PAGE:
Monday, January 03, 2011

Luxembourg II: Disclose all bilateral FDI positions!

We had an email from a trusted correspondent in the Netherlands, in relation to our recent Luxembourg blog (and note that we've updated that blog now with a correction.)

The text below, which is more or less pasted unchanged from the email, is a tad wonkish (and requires reading that other blog first), but contains a number of useful data sources and is well worth reading for those who are interested in this kind of thing.
"The spotlight is now entirely on Luxembourg, but that's not really fair, because Luxembourg is simply one of the few countries disclosing conduit positions. And it has done so for a while already, on the website of its central bank, here. (The SPE/Special Purpose Entity columns indicate this FDI routed through Luxembourg.) This data has not had any exposure so far; I found out about them myself quite recently.

It’s somewhat odd that Luxembourg reports FDI data including SPE positions to the IMF. The other major country disclosing SPE positions is the Netherlands. However, it does so in a separate table published by the central bank, here. (Table 12.14 presents FDI positions including SPEs; separate SPE positions can be obtained by substracting the figures in table 12.10 from 12.14).

The Netherlands removes SPE positions from the FDI data reported to the IMF (and OECD, UNCTAD, etc). If you included them, at the end of 2009, FDI positions in the Netherlands would be US$ 3,572 billion ($3.5 trillion; EUR 2,561 bn) and foreign FDI positions by Dutch companies were USD 2908 bn (EUR 2085 bn). That is way more than Luxembourg and even slightly more than the U.S. And there are other conduit countries too. Some reporting countries probably include SPE positions just like Luxembourg (eg. China, P.R.: Hong Kong), others probably don't (eg. Ireland, Switzerland). That makes the data set inconsistent, which does away with the IMF’s claim that “The CDIS database contains data that are consistent and comparable across countries [...]”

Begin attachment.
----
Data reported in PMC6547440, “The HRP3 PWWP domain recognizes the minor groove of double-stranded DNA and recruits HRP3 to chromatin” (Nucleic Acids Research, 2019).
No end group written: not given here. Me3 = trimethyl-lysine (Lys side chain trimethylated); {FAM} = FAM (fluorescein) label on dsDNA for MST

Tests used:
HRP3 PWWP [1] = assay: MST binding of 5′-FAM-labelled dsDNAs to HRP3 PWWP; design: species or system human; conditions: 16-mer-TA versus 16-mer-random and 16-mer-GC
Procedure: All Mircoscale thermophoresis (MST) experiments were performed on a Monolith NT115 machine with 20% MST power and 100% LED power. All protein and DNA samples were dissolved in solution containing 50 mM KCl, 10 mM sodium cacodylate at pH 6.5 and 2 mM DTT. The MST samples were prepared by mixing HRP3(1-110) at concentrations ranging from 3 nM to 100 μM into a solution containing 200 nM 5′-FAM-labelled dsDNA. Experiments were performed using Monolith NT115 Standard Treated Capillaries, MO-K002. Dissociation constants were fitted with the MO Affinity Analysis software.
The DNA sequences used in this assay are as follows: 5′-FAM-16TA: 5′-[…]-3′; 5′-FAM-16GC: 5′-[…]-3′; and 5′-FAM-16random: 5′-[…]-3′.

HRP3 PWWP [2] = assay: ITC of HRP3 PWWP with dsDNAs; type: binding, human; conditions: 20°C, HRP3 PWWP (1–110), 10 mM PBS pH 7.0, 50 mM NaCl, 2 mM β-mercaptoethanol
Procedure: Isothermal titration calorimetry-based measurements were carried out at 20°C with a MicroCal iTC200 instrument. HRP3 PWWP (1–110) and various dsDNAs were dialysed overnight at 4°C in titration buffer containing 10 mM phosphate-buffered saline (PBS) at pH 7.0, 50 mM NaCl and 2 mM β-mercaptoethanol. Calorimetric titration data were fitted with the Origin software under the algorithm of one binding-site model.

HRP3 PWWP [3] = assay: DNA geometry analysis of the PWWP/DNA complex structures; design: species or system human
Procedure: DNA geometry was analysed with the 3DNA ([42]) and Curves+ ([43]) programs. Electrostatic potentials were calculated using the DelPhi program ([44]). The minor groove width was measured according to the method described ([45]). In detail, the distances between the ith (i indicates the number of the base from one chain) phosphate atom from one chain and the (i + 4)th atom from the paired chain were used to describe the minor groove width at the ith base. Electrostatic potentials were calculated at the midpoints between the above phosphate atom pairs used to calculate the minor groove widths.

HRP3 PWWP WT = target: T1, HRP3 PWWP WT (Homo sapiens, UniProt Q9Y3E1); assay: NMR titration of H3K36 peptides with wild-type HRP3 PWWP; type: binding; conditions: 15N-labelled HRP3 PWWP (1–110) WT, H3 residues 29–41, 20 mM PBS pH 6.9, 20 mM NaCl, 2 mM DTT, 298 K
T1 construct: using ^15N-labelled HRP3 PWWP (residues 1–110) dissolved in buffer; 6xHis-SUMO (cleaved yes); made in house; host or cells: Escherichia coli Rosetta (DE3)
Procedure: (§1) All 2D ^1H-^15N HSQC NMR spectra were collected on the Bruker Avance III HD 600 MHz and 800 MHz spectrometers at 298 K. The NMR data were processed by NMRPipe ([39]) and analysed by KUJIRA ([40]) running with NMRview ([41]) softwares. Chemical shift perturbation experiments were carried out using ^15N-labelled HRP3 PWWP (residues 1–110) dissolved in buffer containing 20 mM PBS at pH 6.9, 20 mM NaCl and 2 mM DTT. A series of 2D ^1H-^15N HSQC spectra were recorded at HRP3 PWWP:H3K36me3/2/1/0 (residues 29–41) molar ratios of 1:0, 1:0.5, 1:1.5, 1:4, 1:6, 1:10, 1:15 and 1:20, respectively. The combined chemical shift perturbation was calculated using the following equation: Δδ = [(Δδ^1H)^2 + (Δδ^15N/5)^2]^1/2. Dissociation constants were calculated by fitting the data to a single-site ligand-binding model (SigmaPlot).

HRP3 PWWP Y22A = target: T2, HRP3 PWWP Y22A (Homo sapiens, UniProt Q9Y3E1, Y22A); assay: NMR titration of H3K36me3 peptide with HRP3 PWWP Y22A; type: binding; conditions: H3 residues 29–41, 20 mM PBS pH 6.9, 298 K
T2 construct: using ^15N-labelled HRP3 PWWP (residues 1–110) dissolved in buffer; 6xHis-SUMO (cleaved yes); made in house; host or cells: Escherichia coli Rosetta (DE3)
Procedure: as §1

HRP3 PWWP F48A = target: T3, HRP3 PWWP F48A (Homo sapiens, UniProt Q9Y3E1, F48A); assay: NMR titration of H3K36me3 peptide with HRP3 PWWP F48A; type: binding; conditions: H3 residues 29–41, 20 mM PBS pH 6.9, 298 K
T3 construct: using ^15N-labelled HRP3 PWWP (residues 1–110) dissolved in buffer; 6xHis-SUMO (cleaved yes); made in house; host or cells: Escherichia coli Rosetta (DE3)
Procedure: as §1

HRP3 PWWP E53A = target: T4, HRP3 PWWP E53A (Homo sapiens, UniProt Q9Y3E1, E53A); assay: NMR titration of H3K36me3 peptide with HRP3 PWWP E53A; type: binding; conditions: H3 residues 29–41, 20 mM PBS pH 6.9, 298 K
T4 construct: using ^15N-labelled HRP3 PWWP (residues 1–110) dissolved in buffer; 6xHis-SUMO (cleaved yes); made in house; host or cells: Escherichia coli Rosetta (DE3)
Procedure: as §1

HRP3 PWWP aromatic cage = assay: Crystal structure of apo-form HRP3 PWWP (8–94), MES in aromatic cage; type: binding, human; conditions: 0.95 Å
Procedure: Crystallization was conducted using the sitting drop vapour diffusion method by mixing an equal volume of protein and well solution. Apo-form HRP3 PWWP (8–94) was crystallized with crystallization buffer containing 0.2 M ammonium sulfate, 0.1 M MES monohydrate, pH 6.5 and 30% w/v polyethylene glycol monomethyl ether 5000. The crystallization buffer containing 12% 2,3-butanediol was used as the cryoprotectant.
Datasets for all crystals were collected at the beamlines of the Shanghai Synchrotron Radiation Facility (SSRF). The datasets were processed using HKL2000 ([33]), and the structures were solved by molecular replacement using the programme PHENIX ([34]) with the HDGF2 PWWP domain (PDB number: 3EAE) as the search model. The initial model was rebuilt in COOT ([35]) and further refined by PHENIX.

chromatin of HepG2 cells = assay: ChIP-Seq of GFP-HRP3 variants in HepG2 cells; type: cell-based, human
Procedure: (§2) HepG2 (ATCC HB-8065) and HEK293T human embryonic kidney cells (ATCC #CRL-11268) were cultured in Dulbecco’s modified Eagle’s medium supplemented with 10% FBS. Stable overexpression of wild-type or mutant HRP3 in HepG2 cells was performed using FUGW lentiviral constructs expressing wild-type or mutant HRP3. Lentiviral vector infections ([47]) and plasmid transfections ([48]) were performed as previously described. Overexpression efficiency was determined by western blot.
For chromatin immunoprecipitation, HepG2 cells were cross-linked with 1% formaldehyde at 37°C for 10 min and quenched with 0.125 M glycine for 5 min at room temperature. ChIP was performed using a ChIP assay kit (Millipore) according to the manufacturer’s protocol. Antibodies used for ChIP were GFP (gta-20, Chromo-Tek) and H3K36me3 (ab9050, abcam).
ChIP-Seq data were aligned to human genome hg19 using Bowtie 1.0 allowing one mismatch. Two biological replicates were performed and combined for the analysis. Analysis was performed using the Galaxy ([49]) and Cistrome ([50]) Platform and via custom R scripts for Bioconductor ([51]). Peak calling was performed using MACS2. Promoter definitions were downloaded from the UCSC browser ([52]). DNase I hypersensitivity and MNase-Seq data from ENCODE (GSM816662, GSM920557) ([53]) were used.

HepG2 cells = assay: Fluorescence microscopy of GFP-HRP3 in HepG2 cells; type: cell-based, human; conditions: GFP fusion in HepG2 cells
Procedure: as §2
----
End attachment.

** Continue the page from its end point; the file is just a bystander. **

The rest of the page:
What I find most remarkable about the IMF data, though, is that so many bilateral FDI positions are classified as confidential. See this and this, for example. Apparently, some countries find these data very sensitive (notably Hong Kong, France, Japan, Netherlands, Poland, Portugal, Spain, and Switzerland), but others do not. This has nothing to do with tax havens, it seems: for example, FDI from Belgium in the Cayman Islands is disclosed whereas FDI from Australia in Canada is suppressed. This is ridiculous, especially as many of these data points (including FDI from Australia in Canada) are readily available from SourceOECD. (However, the IMF project has much more reporting countries, hence the added value of this data set.)

I guess that some countries apply confidentiality provisions when they collect data through company surveys, covering the situation where an investment position can be attributed to only one or a few companies. Yet I'd say no data point should be suppressed. It is consistent with country-by-country reporting: if companies would be required to disclose their international investments themselves, which we want them to, then it must certainly be possible to disclose aggregated data.

We should make the case for disclosing all bilateral FDI positions. End the secrecy! The IMF should be fighting it, not contributing to it."

We at TJN wholeheartedly endorse this call. For despite the seemingly arcane nature of these numbers, several trillion dollars are involved here, bathed in secrecy. This is an important matter, and we will return to this theme.

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